Yadhana Jadoo
3 minute read
13 Jun 2017
5:15 am

Ducks carrying bird flu cause a flap in SA

Yadhana Jadoo

SA authorities are working to heighten public and commercial awareness of the outbreak.

FILE PICTURE: Chicken. Picture: Michel Bega

If wild ducks are carrying the H5N8 strain of bird flu, they could have already crossed South Africa’s border with Zimbabwe, where a pathogenic avian influenza outbreak has led to thousands of chickens being culled.

In the face of that risk, SA authorities are working to heighten public and commercial awareness of the outbreak.

According to South African Poultry Association CEO Kevin Lovell, further investigations are underway to confirm if H5N8 is originating from wild ducks.

“This helps to determine how to manage this. We are upping our game,” he said.

“If it’s from wild ducks, they could have made their way to South Africa, but that is not guaranteed.”

A pamphlet will also go out  to organisations in border provinces, making them aware of the situation.

Lovell said authorities were not concerned about the smuggling of chickens that would be eaten in a day or two.

“We are not fussed about smuggling across the border. What we are more worried about it being spread by wild ducks.

“Because if it’s spread by wild birds, it will fly and do its thing – and we can’t follow it.”

Nevertheless, border control was part of the plan of a task team dealing with the outbreak run by the department of agriculture, forestry and fisheries, he added.

The South African national contingency plan was also being amended to include research based on the last outbreak, among ostriches in 2011, when farmers had to slaughter thousands of livestock, he said.

The amendment also examines the handling of bird flu outbreaks in other parts of the world. “This work was already done last year.

“We started upgrading it, when there was no threat.”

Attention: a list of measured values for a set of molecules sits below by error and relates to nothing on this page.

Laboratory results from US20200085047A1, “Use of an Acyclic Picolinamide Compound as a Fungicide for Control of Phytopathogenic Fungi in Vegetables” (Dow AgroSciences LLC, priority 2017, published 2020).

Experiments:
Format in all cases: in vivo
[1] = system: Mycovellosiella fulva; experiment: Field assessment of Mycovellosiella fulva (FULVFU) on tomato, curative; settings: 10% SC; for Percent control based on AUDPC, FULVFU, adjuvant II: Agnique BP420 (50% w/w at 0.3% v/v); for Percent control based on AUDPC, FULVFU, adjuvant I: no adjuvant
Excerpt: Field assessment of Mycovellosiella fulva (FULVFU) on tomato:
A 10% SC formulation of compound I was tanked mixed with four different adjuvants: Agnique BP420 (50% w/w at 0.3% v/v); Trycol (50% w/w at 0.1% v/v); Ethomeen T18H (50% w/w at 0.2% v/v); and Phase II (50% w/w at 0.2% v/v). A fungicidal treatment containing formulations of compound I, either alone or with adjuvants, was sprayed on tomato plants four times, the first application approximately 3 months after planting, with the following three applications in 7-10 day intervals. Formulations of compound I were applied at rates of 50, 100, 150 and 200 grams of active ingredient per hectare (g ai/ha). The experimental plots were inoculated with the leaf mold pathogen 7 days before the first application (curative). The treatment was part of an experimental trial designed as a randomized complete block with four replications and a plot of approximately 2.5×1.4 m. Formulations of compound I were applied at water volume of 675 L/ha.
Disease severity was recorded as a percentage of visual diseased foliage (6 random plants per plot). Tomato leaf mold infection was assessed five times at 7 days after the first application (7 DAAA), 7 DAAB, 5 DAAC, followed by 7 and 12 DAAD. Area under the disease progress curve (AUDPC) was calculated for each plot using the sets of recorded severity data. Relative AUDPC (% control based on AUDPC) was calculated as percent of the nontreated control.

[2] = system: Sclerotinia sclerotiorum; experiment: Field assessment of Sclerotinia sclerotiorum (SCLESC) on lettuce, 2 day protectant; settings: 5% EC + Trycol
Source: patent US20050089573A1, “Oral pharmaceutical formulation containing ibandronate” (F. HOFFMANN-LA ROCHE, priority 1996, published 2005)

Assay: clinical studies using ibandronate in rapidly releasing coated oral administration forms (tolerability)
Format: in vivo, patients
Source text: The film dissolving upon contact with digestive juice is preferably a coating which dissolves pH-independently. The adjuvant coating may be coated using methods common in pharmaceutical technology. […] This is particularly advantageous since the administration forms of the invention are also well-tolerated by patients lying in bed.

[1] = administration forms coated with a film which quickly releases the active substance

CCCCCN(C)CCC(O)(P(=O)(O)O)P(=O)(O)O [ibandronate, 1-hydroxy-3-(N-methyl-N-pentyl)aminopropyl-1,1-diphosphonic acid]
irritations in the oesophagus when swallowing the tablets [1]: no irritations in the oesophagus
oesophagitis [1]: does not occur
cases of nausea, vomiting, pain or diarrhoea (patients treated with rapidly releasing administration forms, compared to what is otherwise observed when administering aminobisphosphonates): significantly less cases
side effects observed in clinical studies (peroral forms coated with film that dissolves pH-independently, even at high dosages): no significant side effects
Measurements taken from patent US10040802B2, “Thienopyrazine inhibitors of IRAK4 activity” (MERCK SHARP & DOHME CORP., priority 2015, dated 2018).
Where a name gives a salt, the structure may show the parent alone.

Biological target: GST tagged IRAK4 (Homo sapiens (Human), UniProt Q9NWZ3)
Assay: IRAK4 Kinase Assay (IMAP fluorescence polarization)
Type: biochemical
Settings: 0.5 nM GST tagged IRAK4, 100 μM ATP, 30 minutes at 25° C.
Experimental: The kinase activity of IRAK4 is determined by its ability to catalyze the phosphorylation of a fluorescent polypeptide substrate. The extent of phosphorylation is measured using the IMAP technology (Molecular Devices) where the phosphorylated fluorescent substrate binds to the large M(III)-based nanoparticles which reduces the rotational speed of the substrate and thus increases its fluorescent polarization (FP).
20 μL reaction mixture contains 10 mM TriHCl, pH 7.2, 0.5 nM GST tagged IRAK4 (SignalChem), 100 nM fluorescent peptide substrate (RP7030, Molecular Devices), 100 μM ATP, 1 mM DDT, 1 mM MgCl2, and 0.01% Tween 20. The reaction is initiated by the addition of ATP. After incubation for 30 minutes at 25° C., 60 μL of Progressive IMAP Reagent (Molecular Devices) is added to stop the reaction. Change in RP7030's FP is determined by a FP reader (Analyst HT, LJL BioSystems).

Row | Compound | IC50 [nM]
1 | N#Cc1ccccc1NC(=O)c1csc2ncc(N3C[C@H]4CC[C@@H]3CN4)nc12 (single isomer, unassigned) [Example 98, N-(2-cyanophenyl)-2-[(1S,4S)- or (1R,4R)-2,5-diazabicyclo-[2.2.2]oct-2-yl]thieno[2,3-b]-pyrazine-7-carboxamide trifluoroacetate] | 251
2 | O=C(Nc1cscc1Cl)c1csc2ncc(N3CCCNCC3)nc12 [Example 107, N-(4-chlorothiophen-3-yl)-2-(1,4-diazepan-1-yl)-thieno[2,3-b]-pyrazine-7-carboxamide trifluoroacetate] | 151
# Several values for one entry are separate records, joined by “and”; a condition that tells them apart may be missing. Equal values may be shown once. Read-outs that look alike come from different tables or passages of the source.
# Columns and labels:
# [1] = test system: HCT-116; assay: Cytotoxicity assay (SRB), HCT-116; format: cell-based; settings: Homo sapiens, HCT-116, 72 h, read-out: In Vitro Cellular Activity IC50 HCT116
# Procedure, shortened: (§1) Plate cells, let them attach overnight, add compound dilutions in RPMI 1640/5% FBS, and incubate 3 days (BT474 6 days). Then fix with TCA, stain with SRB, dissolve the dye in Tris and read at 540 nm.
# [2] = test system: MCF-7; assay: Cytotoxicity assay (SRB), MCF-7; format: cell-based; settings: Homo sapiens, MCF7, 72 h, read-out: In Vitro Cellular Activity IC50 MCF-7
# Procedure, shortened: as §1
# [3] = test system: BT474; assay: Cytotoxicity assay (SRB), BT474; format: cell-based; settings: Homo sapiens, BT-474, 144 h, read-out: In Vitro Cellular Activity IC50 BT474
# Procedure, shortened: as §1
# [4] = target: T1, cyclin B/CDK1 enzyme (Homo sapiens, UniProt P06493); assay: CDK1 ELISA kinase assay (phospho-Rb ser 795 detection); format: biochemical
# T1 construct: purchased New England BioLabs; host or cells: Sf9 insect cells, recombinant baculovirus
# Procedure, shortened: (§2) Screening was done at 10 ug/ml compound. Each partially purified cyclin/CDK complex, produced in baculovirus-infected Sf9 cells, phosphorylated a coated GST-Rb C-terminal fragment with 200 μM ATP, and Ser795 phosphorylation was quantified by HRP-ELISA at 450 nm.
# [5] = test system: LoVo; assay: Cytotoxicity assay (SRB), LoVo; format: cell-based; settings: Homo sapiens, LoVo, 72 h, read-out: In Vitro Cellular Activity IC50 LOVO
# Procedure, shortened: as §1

Lovell urged the public to keep a look out for dead chickens or birds and report any sightings to local agriculture departments.

“We are also collecting samples from Zimbabwe and our team will do further analysis. “

So we will see what the risks are for it to become a human pathogen.”

Meanwhile, South Africa has suspended all trade in birds and table egg products from Zimbabwe.

Zimbabwe’s leading egg and poultry producer, Irvine’s, is the supplier most affected by the outbreak, with 7 000 of its birds killed by the virus and a further 140 000 euthanised as a preventive measure.

Irvine’s said it had since contained the outbreak on an isolated site it owns outside the capital city, Harare, and advised all poultry producers to be extra vigilant, avoid contact with wild birds and keep poultry indoors.

According to the department, the Limpopo veterinary authorities were also on high alert and had increased surveillance, especially of backyard chickens.

“South Africa has prohibited vaccination of chickens against notifiable avian influenza and no vaccine against this disease is registered in the country. “

No farmer should allow their chickens to be vaccinated,” it warned.

According to the World Health Organisation, humans can be infected with the H5N8 virus, but the likelihood of that is low.

To date, no human cases of infection with H5N8 have been detected.